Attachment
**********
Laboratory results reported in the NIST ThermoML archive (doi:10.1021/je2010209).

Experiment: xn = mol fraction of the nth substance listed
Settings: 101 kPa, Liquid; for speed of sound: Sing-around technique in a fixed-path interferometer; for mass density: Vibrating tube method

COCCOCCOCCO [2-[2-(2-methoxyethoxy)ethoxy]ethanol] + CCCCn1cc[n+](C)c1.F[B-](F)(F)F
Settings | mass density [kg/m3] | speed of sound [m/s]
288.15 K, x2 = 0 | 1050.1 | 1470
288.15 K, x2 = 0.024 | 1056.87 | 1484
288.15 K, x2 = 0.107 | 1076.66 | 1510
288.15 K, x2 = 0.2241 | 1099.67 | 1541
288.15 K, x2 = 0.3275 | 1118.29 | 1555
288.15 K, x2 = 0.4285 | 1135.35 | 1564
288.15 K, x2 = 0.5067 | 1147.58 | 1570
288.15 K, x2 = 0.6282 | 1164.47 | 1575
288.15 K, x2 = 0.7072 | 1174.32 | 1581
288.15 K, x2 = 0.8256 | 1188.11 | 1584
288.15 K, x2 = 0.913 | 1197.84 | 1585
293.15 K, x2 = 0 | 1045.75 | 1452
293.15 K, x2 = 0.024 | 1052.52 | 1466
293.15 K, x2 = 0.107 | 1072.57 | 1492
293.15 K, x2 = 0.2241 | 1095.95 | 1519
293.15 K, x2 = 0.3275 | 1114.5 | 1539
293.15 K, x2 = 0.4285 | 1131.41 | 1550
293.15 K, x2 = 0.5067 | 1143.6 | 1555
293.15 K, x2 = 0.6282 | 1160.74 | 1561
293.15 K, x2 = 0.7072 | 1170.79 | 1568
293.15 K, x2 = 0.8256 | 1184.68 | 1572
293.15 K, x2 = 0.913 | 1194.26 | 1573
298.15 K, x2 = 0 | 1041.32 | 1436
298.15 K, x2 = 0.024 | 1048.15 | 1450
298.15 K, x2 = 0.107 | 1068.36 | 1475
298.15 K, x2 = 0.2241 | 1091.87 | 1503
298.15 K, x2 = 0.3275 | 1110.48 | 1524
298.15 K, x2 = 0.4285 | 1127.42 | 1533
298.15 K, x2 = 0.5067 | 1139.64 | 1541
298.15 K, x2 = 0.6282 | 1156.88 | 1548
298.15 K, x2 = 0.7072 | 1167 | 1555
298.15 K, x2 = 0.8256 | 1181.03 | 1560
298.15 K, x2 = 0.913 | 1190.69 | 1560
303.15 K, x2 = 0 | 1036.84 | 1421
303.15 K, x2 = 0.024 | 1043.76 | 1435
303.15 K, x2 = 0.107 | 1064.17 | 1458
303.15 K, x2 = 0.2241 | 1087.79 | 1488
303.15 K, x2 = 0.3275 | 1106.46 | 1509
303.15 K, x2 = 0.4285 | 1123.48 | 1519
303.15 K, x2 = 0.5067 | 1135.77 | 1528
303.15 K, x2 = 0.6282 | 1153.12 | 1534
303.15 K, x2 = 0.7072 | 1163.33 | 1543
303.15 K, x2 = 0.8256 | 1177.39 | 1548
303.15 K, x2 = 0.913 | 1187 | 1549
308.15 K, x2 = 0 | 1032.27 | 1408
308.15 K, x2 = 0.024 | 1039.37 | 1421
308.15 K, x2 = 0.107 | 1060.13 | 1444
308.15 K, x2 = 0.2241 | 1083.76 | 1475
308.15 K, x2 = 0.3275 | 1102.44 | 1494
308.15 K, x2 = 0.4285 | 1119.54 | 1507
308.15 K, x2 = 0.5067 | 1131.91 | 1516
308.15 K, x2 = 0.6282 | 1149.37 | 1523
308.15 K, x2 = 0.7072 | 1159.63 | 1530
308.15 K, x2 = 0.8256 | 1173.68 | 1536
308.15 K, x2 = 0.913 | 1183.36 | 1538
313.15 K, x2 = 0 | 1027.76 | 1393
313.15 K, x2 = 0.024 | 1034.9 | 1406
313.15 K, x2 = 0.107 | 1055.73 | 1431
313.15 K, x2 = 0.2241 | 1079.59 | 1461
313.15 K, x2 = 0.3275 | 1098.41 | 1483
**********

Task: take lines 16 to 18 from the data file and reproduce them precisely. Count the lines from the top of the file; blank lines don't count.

288.15 K, x2 = 0.913 | 1197.84 | 1585
293.15 K, x2 = 0 | 1045.75 | 1452
293.15 K, x2 = 0.024 | 1052.52 | 1466